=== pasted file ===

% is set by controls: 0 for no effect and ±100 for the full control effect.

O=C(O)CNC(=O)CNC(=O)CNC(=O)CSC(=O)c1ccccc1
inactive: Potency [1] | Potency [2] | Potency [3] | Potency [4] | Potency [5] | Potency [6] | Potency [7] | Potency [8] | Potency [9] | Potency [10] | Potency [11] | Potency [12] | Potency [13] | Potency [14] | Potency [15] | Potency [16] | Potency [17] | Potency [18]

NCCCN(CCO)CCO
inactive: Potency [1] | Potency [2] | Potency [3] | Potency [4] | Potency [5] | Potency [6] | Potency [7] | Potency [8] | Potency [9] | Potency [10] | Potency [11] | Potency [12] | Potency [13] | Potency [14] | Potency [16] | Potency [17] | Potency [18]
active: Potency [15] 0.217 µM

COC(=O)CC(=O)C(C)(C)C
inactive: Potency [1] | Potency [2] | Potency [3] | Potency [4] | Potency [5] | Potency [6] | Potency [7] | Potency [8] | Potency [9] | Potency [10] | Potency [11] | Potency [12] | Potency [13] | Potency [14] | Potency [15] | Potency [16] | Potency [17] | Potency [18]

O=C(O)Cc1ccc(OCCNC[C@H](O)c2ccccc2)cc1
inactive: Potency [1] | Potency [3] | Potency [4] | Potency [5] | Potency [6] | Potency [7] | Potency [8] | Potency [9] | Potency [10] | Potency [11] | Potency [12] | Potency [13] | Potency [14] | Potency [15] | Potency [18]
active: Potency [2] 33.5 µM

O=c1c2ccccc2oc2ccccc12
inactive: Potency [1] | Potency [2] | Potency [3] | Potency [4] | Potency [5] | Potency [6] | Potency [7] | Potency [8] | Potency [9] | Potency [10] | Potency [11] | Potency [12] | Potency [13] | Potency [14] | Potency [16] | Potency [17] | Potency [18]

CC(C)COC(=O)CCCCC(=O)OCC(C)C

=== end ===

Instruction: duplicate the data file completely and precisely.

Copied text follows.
% is set by controls: 0 for no effect and ±100 for the full control effect.

O=C(O)CNC(=O)CNC(=O)CNC(=O)CSC(=O)c1ccccc1
inactive: Potency [1] | Potency [2] | Potency [3] | Potency [4] | Potency [5] | Potency [6] | Potency [7] | Potency [8] | Potency [9] | Potency [10] | Potency [11] | Potency [12] | Potency [13] | Potency [14] | Potency [15] | Potency [16] | Potency [17] | Potency [18]

NCCCN(CCO)CCO
inactive: Potency [1] | Potency [2] | Potency [3] | Potency [4] | Potency [5] | Potency [6] | Potency [7] | Potency [8] | Potency [9] | Potency [10] | Potency [11] | Potency [12] | Potency [13] | Potency [14] | Potency [16] | Potency [17] | Potency [18]
active: Potency [15] 0.217 µM

COC(=O)CC(=O)C(C)(C)C
inactive: Potency [1] | Potency [2] | Potency [3] | Potency [4] | Potency [5] | Potency [6] | Potency [7] | Potency [8] | Potency [9] | Potency [10] | Potency [11] | Potency [12] | Potency [13] | Potency [14] | Potency [15] | Potency [16] | Potency [17] | Potency [18]

O=C(O)Cc1ccc(OCCNC[C@H](O)c2ccccc2)cc1
inactive: Potency [1] | Potency [3] | Potency [4] | Potency [5] | Potency [6] | Potency [7] | Potency [8] | Potency [9] | Potency [10] | Potency [11] | Potency [12] | Potency [13] | Potency [14] | Potency [15] | Potency [18]
active: Potency [2] 33.5 µM

O=c1c2ccccc2oc2ccccc12
inactive: Potency [1] | Potency [2] | Potency [3] | Potency [4] | Potency [5] | Potency [6] | Potency [7] | Potency [8] | Potency [9] | Potency [10] | Potency [11] | Potency [12] | Potency [13] | Potency [14] | Potency [16] | Potency [17] | Potency [18]

CC(C)COC(=O)CCCCC(=O)OCC(C)C